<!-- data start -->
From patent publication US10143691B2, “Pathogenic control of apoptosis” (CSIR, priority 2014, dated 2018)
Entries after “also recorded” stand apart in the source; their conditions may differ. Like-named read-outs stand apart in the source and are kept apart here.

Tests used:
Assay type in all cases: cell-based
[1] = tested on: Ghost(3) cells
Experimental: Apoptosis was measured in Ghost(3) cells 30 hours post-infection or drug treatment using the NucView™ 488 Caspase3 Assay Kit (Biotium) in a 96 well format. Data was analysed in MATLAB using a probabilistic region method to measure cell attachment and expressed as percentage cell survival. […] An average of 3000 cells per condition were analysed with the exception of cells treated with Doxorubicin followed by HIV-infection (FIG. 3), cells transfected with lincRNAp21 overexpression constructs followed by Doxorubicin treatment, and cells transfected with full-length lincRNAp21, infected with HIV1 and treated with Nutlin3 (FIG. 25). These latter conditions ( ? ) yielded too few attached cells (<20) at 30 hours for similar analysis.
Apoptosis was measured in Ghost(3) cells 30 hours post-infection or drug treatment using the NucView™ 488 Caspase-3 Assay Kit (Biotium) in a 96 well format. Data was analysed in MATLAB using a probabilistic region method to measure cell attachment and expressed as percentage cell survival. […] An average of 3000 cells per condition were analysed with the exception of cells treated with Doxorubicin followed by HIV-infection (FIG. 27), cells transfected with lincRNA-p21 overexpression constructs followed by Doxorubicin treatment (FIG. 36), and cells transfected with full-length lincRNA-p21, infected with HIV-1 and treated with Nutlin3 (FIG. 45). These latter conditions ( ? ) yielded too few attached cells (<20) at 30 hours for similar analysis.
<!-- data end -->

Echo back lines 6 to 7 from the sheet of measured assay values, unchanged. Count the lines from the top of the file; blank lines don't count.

Experimental: Apoptosis was measured in Ghost(3) cells 30 hours post-infection or drug treatment using the NucView™ 488 Caspase3 Assay Kit (Biotium) in a 96 well format. Data was analysed in MATLAB using a probabilistic region method to measure cell attachment and expressed as percentage cell survival. […] An average of 3000 cells per condition were analysed with the exception of cells treated with Doxorubicin followed by HIV-infection (FIG. 3), cells transfected with lincRNAp21 overexpression constructs followed by Doxorubicin treatment, and cells transfected with full-length lincRNAp21, infected with HIV1 and treated with Nutlin3 (FIG. 25). These latter conditions ( ? ) yielded too few attached cells (<20) at 30 hours for similar analysis.
Apoptosis was measured in Ghost(3) cells 30 hours post-infection or drug treatment using the NucView™ 488 Caspase-3 Assay Kit (Biotium) in a 96 well format. Data was analysed in MATLAB using a probabilistic region method to measure cell attachment and expressed as percentage cell survival. […] An average of 3000 cells per condition were analysed with the exception of cells treated with Doxorubicin followed by HIV-infection (FIG. 27), cells transfected with lincRNA-p21 overexpression constructs followed by Doxorubicin treatment (FIG. 36), and cells transfected with full-length lincRNA-p21, infected with HIV-1 and treated with Nutlin3 (FIG. 45). These latter conditions ( ? ) yielded too few attached cells (<20) at 30 hours for similar analysis.